What init386() first does is initialize the tunable parameters passed from bootstrap. This is done by setting the environment pointer (envp) and calling init_param1(). The envp pointer has been passed from loader in the bootinfo structure:

        kern_envp = (caddr_t)bootinfo.bi_envp + KERNBASE;

    /* Init basic tunables, hz etc */

init_param1() is defined in sys/kern/subr_param.c. That file has a number of sysctls, and two functions, init_param1() and init_param2(), that are called from init386():

    hz = HZ;
    TUNABLE_INT_FETCH("kern.hz", &hz);

TUNABLE_<typename>_FETCH is used to fetch the value from the environment:

#define TUNABLE_INT_FETCH(path, var)    getenv_int((path), (var))

Sysctl kern.hz is the system clock tick. Along with this, the following sysctls are set by init_param1(): kern.maxswzone, kern.maxbcache, kern.maxtsiz, kern.dfldsiz, kern.dflssiz, kern.maxssiz, kern.sgrowsiz.

Then init386() prepares the Global Descriptors Table (GDT). Every task on an x86 is running in its own virtual address space, and this space is addressed by a segment:offset pair. Say, for instance, the current instruction to be executed by the processor lies at CS:EIP, then the linear virtual address for that instruction would be “the virtual address of code segment CS” + EIP. For convenience, segments begin at virtual address 0 and end at a 4Gb boundary. Therefore, the instruction's linear virtual address for this example would just be the value of EIP. Segment registers such as CS, DS etc are the selectors, i.e. indexes, into GDT (to be more precise, an index is not a selector itself, but the INDEX field of a selector). FreeBSD's GDT holds descriptors for 15 selectors per CPU:

union descriptor gdt[NGDT * MAXCPU];    /* global descriptor table */

 * Entries in the Global Descriptor Table (GDT)
#define GNULL_SEL   0   /* Null Descriptor */
#define GCODE_SEL   1   /* Kernel Code Descriptor */
#define GDATA_SEL   2   /* Kernel Data Descriptor */
#define GPRIV_SEL   3   /* SMP Per-Processor Private Data */
#define GPROC0_SEL  4   /* Task state process slot zero and up */
#define GLDT_SEL    5   /* LDT - eventually one per process */
#define GUSERLDT_SEL    6   /* User LDT */
#define GTGATE_SEL  7   /* Process task switch gate */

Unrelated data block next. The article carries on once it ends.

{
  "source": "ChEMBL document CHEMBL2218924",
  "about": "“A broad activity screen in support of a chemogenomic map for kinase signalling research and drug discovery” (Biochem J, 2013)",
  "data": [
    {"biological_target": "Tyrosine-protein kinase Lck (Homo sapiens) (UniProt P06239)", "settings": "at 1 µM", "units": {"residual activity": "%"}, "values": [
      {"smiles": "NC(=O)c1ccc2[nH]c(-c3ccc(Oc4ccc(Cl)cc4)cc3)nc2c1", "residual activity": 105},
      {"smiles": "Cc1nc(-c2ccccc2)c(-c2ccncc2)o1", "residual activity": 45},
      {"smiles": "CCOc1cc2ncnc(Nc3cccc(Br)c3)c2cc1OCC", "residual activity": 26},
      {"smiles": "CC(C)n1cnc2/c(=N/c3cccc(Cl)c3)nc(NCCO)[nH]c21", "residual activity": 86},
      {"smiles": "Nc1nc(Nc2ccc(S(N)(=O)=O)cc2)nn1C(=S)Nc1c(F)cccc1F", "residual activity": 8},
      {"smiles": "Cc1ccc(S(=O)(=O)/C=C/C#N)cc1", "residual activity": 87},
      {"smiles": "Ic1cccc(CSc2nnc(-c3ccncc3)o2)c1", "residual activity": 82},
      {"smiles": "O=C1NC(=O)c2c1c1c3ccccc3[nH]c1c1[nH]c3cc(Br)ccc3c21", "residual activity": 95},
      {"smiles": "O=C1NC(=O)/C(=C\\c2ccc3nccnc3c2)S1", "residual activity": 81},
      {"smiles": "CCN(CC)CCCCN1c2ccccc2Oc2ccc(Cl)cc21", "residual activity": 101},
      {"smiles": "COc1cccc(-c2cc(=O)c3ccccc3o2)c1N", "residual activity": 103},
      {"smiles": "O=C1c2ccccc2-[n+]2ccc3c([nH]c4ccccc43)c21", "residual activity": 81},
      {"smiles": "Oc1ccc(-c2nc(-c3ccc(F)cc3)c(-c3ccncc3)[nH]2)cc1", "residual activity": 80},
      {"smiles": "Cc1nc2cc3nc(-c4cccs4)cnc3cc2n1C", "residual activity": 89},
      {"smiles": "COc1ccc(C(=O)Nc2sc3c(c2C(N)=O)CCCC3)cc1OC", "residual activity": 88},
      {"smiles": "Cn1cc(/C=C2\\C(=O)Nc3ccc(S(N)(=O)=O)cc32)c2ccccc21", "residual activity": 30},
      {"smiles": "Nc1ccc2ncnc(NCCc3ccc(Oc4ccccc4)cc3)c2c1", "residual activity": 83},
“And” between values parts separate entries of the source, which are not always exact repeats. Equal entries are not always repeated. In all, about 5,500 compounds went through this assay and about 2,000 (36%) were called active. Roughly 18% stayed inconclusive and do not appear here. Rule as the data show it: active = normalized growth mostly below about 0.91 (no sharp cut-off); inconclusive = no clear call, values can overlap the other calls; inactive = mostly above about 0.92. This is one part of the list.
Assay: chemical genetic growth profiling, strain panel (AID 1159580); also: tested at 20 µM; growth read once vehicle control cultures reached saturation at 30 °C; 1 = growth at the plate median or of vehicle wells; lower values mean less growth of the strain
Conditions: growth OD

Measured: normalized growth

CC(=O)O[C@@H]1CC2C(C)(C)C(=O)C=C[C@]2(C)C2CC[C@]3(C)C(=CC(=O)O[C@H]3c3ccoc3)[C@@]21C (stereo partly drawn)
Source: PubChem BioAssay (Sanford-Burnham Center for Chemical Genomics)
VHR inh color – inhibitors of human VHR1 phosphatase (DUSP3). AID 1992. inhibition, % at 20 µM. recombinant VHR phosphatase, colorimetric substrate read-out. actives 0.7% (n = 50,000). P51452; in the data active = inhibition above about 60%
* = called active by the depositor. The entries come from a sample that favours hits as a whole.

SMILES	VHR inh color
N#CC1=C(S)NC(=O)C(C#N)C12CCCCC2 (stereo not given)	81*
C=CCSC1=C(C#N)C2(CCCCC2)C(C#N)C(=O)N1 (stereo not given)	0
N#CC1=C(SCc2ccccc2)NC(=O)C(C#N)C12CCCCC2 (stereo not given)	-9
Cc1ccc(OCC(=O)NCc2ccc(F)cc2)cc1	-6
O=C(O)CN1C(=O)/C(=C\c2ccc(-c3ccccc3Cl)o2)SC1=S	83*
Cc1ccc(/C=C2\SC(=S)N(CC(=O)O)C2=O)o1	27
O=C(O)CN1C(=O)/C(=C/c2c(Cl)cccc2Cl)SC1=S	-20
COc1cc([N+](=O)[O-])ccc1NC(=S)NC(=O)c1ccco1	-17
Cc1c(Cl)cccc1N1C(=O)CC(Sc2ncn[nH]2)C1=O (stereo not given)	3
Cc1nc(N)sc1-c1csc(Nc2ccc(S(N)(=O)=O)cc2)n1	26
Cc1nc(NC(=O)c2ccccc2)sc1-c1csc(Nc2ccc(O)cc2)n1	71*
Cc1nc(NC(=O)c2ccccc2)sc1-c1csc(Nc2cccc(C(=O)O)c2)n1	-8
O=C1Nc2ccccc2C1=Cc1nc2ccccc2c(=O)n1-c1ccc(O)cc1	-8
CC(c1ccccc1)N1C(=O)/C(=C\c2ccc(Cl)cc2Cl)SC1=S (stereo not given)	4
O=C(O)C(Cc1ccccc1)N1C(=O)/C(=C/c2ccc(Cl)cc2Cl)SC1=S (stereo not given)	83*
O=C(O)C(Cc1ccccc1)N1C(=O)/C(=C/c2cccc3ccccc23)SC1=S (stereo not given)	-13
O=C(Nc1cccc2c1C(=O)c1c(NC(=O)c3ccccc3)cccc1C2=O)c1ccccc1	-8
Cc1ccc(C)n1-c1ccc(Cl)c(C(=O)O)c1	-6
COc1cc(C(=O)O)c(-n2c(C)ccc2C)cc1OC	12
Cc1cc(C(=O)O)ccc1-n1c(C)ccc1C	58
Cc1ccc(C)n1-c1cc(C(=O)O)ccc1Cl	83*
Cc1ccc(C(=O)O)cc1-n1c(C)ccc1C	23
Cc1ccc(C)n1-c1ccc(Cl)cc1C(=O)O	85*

#define GBIOSLOWMEM_SEL 8   /* BIOS low memory access (must be entry 8) */
#define GPANIC_SEL  9   /* Task state to consider panic from */
#define GBIOSCODE32_SEL 10  /* BIOS interface (32bit Code) */
#define GBIOSCODE16_SEL 11  /* BIOS interface (16bit Code) */
#define GBIOSDATA_SEL   12  /* BIOS interface (Data) */
#define GBIOSUTIL_SEL   13  /* BIOS interface (Utility) */
#define GBIOSARGS_SEL   14  /* BIOS interface (Arguments) */

Note that those #defines are not selectors themselves, but just a field INDEX of a selector, so they are exactly the indices of the GDT. for example, an actual selector for the kernel code (GCODE_SEL) has the value 0x08.

The next step is to initialize the Interrupt Descriptor Table (IDT). This table is to be referenced by the processor when a software or hardware interrupt occurs. For example, to make a system call, user application issues the INT 0x80 instruction. This is a software interrupt, so the processor's hardware looks up a record with index 0x80 in the IDT. This record points to the routine that handles this interrupt, in this particular case, this will be the kernel's syscall gate. The IDT may have a maximum of 256 (0x100) records. The kernel allocates NIDT records for the IDT, where NIDT is the maximum (256):

static struct gate_descriptor idt0[NIDT];
struct gate_descriptor *idt = &idt0[0]; /* interrupt descriptor table */

For each interrupt, an appropriate handler is set. The syscall gate for INT 0x80 is set as well:

    setidt(0x80, &IDTVEC(int0x80_syscall),